Chilean Rescue Tech
by Mark W. Hibben
The Drilling Technology that Cut the Rescue Time in Half
After 33 miners were trapped in the San Jose mine outside Copiapo, Chile on August 5, it was not until August 23 that the first narrow shaft reached the miners and proved that they were still alive. This shaft was barely 5 inches in diameter, enough to provide a lifeline but not rescue. At the time, estimates ranged from 3 to 4 months to complete a rescue shaft, but on October 9 the rescue shaft broke through to the trapped men and on October 13 the first miner emerged on the surface, followed by his 32 comrades over the course of the day. That the rescue shaft was completed faster than anticipated was due largely to the tireless efforts of a team of drilling experts and the technologies of two US companies, Schramm Inc. and Center Rock Inc.
You don’t cut through hard rock the way you would other materials like wood, plastic, or even steel. All these can be cut by a drill bit that scrapes away a continuous layer of material as a spiral cutting. The rock is too hard and abrasive and will just grind down a conventional drill.
Instead, drillers use a “down the hole” (DTH) hammer, which works (and sounds) much like a jack hammer. The hammer is located at the end of the drill pipe just above the drill bit, and is operated by compressed air supplied from the surface through the drill pipe. For deep holes, a DTH hammer is the only effective way to apply impact force to the drill bit, since hammering on the top of the pipe would only cause the pipe to flex and not transmit much force to the bit. The impact of the hammer, combined with the rotation of the drill bit spalls and grinds the rock while a flow of lubricating water or oil carries it away from the bit. The drill bits are rather blunt objects and are usually covered with “buttons” of ultra-hard tungsten carbide, which is only slightly less hard than diamond.
The first shaft that reached the miners on August 23 was drilled by a DTH hammer supplied by Mincon, an Irish mining equipment company, although the DTH hammers in this case were made by its Australian subsidiary.
The Mincon hammers were designed to drill only 5 inch diameter holes, but this is a typical diameter hole for a single hammer drill. To drill a hole large enough in diameter to pass a man through (20 + inches), the rescue effort turned to the unique technology of Center Rock Inc., which makes what it calls the Low Profile Canister (LPC) drill.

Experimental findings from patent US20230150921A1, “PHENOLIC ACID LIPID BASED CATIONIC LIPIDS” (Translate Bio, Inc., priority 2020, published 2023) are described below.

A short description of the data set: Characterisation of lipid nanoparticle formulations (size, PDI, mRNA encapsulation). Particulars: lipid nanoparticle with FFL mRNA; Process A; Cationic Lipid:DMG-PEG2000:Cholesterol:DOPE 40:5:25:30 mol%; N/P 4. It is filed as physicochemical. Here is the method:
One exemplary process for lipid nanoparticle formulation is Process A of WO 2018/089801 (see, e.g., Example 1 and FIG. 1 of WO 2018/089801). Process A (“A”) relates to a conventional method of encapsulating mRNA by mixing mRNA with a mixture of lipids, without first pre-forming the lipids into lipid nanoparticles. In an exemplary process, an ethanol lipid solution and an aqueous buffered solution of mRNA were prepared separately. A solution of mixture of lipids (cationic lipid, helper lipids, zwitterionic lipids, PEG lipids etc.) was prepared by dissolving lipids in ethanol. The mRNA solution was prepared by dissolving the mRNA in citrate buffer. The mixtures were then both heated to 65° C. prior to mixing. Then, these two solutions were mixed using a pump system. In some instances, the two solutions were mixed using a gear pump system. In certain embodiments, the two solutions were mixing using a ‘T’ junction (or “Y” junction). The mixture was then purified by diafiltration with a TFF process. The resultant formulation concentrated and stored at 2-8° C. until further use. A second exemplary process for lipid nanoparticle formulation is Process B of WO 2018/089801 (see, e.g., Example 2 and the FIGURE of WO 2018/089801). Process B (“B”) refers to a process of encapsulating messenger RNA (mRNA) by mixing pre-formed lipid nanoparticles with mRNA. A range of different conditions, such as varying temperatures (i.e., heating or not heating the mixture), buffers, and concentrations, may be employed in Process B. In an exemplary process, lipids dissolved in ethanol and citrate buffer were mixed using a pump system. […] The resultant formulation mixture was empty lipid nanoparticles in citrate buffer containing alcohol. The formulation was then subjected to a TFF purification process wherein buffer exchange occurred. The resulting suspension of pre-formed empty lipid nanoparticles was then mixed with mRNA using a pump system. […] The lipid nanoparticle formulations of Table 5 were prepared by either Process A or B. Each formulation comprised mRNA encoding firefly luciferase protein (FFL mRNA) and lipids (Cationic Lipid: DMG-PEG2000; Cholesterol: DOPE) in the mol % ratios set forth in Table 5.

The LPC is an array of 6 inch diameter hammers contained within a steel cylinder. Depending on the number and arrangement of the hammers, the LPC can drill holes anywhere from 20 to 84 inches in diameter. The LPC drill was primarily responsible for the shortening of the rescue time.
Operating the Center Rock LPC drill requires great power and precision, which was the job of the Schramm T130XD drilling rig. The rig is required to apply enormous torque to the drill pipe at relatively low RPMs (0 - 140 RPM). This is provided by a compact hydraulic motor that generates 8883 ft-lbs of torque and is raised and lowered on tracks in the mast. Compare this torque to that of a modern V8 engine at about 300 ft-lbs.
But an equally important function of the drilling rig is the assembly and disassembly of the drilling pipe. Whenever the LPC drill is raised from the hole, the segments of the drill pipe are carefully disassembled and neatly stacked. This can occur frequently to replace worn drill bits or hammers, or as happened on one instance in Chile, to replace the entire canister after it struck a steel support beam. Likewise, when the LPC drill is lowered back into the hole, the stacked pipe segments are sequentially reassembled, in a carefully choreographed ballet of man and machine, as the following video illustrates.
Both Schramm and Center Rock are examples of successful manufacturing companies in the US. As capital equipment manufacturers, their customers value quality and responsiveness, thus allowing them to compete effectively against foreign competition from India, China and Korea. The Center Rock LPC drill is an innovation only just beginning to be imitated by overseas companies. Center Rock especially illustrates that American entrepreneurship can still thrive. Founded in 1998 by 26 year-old Brandon Fisher as a drilling services company, CRI now provides a wide range of drill bits, hammers and drilling accessories. Fisher himself was on site in Chile to oversee the use of the LPC drills in drilling the rescue shaft and was present when the drill broke through to the miners on October 9.